Ryan Bonnici: Absolutely. I think that’s what’s most important. As B2B marketers, we often get too caught up in features and functionality. We don’t focus enough on the problem.
How Does G2 Decide When to Build Categories?
John Rougeux: I was looking at the account-based marketing (ABM) space and I expected there just be to be just one ABM category. But I found multiple variations on account-based marketing software, with sub-categories off of that. Can you walk us through how your team names categories? Do you look for guidance from the software companies themselves? From buyers?
Ryan Bonnici: So account-based marketing is quite a broad term. Account-based intelligence, account-based execution, and account-based analytics are different sub-sectors. If you look at our competitors, we have typically around 3x the number of categories on our site. We’re going into a lot more detail in terms of how we’re categorizing those products because the better we can categorize, the better we can give recommendations.
As we start to see sectors forming within a space and clusters of products in a new space, that will be how we then start to breakout subcategories.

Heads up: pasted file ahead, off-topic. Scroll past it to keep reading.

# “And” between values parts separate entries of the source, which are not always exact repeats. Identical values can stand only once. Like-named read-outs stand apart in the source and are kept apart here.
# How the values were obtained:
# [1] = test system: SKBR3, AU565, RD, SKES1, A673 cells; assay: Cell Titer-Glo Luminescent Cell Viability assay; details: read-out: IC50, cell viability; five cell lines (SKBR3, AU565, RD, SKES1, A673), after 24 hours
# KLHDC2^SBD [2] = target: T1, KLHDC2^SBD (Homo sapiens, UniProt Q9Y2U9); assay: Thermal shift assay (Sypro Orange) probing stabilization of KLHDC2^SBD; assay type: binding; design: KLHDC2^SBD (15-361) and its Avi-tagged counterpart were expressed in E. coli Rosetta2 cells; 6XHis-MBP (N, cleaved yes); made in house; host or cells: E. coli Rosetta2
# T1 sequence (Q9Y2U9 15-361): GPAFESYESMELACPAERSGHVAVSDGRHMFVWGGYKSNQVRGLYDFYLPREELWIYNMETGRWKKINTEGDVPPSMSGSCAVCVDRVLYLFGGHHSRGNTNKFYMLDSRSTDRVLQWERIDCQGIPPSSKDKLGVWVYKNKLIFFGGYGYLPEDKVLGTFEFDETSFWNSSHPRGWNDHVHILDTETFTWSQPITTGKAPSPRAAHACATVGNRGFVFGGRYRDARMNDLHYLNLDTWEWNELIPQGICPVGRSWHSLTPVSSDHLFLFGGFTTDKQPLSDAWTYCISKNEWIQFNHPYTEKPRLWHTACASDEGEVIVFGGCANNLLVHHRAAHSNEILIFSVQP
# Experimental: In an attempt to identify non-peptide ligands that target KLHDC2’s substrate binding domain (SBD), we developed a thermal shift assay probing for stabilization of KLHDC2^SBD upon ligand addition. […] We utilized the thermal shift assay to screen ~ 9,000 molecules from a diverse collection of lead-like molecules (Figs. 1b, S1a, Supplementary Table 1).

The number of providers in a space is also important. If there’s just one product out there that’s doing something new and different, I don’t know if that would then warrant a new subcategory. We might if they had a lot of customers and maybe then no one else had cracked the code on how to build a product.
John Rougeux: How much input do you get from sellers or vendors?
Ryan Bonnici: We’re always open for them to give us their thoughts. But that doesn’t mean that we will create a category for them. We’ll often get them asking because they’re trying to coin a term and they want to create a category around that term.